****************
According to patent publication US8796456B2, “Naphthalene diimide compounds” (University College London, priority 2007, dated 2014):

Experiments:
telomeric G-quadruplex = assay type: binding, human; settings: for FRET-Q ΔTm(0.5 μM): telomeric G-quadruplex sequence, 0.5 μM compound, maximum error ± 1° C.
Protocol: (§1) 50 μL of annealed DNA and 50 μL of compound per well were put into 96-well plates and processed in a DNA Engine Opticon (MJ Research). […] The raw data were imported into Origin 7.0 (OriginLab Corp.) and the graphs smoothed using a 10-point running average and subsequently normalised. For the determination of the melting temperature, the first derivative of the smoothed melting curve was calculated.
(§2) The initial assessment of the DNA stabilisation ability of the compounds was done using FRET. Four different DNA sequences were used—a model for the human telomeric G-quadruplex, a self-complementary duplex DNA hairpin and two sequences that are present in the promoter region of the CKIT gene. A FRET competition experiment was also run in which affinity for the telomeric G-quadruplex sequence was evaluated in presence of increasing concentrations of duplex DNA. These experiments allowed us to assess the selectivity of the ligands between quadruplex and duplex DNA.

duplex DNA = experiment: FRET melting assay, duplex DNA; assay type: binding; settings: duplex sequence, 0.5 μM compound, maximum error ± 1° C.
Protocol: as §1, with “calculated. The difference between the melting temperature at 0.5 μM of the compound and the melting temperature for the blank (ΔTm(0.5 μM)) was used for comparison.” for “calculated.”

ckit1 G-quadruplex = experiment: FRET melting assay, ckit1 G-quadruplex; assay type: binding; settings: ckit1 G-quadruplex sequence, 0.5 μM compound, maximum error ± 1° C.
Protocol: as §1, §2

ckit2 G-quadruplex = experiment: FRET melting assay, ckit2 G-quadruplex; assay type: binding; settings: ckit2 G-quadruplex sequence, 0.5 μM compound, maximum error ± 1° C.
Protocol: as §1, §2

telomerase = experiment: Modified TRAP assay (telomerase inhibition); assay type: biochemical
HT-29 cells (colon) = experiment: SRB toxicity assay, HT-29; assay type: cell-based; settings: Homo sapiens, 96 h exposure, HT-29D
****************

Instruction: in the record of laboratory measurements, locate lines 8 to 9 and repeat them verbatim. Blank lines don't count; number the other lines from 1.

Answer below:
ckit1 G-quadruplex = experiment: FRET melting assay, ckit1 G-quadruplex; assay type: binding; settings: ckit1 G-quadruplex sequence, 0.5 μM compound, maximum error ± 1° C.
Protocol: as §1, §2